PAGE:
Bill of Review in Texas

A Bill of Review in Texas is a good tool for attacking a judgment that was rendered against you without notice.  With a Bill of Review, you are filing a new lawsuit with a different case number and the goal is to generally try and vacate the judgment and get a new trial.

A Bill of Review in Texas is often the last resort.  You generally have four years to file the pleading from the date of the judgment as opposed to 10 or 30 days for other remedies.  As you might expect, to prevail on a Bill of Review, you will likely need some pretty good evidence that you never received any notice of the lawsuit.

Traditionally, a bill of review requires proof of three elements: (1) a meritorious defense, (2) that was not asserted due to fraud, accident, or wrongful act of an opponent or official mistake, (3) unmixed with any fault or negligence by the movant.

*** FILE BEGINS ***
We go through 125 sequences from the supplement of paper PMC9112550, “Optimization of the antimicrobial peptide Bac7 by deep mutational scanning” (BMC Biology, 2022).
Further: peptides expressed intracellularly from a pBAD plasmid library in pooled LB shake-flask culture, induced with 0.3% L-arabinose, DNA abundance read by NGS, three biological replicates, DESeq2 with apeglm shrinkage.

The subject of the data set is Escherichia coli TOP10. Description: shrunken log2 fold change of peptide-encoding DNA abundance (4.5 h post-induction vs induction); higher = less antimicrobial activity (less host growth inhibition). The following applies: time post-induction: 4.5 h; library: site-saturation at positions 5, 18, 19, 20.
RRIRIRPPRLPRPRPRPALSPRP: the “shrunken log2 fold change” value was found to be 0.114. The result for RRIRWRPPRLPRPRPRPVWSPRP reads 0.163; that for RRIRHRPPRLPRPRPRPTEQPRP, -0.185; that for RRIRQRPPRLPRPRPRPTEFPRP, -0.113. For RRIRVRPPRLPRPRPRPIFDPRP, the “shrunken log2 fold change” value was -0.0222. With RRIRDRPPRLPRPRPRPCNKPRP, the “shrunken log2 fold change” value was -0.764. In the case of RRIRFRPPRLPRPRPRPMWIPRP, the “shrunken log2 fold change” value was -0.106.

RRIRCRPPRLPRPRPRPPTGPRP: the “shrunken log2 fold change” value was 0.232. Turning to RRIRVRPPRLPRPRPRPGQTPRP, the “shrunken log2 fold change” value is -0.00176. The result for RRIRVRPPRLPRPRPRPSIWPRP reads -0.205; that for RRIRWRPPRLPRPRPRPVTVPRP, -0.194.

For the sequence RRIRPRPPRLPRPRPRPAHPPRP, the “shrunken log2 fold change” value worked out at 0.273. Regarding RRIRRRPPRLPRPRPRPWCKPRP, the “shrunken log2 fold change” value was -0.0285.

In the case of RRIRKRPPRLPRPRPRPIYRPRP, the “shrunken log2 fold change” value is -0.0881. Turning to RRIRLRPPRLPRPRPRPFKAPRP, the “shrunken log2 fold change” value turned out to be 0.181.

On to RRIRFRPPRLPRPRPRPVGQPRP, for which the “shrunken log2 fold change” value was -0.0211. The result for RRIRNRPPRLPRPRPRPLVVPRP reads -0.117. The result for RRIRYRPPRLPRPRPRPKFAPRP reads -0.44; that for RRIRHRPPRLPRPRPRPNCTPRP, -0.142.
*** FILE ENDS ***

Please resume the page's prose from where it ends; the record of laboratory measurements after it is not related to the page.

Prevailing on Bill of Review in Texas is not an easy task.  The first step is to pull the “return of citation” that is supposed to be filed with the court.  The return is usually completed by a process server or constable who testified about how you were served with the lawsuit.  A licensed attorney should inspect the return for any errors in form or substance.

Often times the consumer was not personally served but the court allowed “substituted service” under Texas Rule of Civil Procedure 106 whereby the lawsuit was left on the front door or with someone at the home pursuant to court order.  Substituted service is allowed and can pose a problem for a Bill of Review, provided you actually lived at the address where the papers were left.

If you have a judgment that was rendered against you, please contact the law firm of Weston Legal PLLC by calling, emailing, or completing the contact form on this page.  We offer flat fees and payment plans.

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